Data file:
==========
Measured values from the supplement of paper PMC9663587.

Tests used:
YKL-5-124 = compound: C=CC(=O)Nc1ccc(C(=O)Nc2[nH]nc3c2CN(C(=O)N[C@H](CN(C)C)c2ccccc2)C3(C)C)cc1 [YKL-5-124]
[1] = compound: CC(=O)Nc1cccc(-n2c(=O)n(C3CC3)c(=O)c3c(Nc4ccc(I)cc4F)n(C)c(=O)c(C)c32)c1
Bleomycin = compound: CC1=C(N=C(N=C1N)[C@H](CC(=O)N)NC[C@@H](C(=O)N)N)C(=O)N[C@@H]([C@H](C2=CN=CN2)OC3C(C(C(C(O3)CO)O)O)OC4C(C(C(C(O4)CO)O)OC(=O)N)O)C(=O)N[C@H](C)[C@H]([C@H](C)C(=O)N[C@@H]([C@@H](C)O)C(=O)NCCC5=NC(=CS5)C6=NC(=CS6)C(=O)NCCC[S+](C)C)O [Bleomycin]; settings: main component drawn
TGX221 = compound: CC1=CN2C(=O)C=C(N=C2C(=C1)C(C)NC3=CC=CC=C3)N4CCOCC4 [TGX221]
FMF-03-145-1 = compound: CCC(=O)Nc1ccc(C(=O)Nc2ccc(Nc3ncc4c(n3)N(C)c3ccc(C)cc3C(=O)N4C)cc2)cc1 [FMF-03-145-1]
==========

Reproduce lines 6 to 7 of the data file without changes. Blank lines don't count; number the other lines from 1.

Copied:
TGX221 = compound: CC1=CN2C(=O)C=C(N=C2C(=C1)C(C)NC3=CC=CC=C3)N4CCOCC4 [TGX221]
FMF-03-145-1 = compound: CCC(=O)Nc1ccc(C(=O)Nc2ccc(Nc3ncc4c(n3)N(C)c3ccc(C)cc3C(=O)N4C)cc2)cc1 [FMF-03-145-1]